A sighting for a marsh wren popped up at Bull’s Point in the RBG Cootes Paradise Sanctuary so Josh and I decided to try and see it.
Unfortunately it was a little late in the day and very hot so most of the birds were pretty quiet. Marsh wrens sing more often at dawn and dusk. We did see a caspian tern, mute swan, and heard a virginia rail. Along the walk we heard several warblers and had a lovely close sighting of an indigo bunting.
The Marsh Wren at Cootes Paradise
Marsh wrens nesting at Bull’s Point is an indicator of the marshes good health. Restoration efforts, including keeping carp out of the bay, have helped to increase the vegetation required for these birds. RBG staff also try to increase the native species by planting seedlings and fencing off certain areas to protect fragile plant life.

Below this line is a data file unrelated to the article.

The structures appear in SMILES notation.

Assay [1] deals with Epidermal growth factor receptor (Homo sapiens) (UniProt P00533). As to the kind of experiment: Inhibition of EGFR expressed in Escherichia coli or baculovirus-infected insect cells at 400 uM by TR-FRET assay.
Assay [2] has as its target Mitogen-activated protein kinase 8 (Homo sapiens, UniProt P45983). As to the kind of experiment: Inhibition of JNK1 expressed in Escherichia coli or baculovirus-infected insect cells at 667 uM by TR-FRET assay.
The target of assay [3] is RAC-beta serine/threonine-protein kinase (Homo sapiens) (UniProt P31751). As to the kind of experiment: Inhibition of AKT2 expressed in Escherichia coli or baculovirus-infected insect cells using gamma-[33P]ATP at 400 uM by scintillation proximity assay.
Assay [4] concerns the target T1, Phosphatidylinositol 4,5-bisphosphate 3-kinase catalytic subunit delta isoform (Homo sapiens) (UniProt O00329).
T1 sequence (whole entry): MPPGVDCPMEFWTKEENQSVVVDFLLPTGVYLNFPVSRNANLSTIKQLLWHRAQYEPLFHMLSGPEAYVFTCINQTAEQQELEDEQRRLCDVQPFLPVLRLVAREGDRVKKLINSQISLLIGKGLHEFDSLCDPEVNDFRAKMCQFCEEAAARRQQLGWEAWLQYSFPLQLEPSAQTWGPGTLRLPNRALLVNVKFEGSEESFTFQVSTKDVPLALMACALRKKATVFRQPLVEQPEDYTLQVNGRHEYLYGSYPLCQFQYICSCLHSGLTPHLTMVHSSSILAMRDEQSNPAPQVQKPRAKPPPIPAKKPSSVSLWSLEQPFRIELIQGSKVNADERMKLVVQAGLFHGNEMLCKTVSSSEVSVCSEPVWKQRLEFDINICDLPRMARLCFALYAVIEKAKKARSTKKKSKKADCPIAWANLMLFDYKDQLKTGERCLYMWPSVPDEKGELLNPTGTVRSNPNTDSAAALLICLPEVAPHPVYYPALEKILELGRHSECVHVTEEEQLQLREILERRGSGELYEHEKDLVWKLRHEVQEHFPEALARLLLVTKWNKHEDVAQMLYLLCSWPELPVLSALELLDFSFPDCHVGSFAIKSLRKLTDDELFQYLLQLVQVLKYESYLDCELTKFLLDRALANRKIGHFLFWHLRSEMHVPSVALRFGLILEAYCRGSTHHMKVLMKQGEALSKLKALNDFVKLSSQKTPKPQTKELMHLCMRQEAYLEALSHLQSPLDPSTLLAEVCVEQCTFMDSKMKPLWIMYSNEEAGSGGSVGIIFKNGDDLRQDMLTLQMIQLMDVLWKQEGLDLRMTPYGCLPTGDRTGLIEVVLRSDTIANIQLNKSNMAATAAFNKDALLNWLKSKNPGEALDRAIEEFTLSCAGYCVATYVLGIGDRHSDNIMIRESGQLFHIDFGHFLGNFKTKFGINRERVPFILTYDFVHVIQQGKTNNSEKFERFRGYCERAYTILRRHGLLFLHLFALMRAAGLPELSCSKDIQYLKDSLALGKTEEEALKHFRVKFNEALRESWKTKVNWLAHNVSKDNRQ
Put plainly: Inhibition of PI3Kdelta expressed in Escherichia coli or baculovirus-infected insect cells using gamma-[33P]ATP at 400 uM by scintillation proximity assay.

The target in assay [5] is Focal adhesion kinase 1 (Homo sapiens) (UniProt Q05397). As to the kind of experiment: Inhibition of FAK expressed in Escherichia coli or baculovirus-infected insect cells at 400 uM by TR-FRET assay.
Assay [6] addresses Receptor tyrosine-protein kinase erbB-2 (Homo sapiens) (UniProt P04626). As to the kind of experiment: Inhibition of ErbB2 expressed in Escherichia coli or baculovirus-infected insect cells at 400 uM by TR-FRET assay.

The boardwalk through the Marsh is an excellent spot to try to see the wrens. Because they spend the majority of their time in the cattails, being a ground forager, getting above them gives you a better chance of a sighting.
They have more than 50 variations to their song and some males will sing right though the night.
If you would like to hear the Marsh Wren’s song and see pictures of it check out BirdNote’s page here.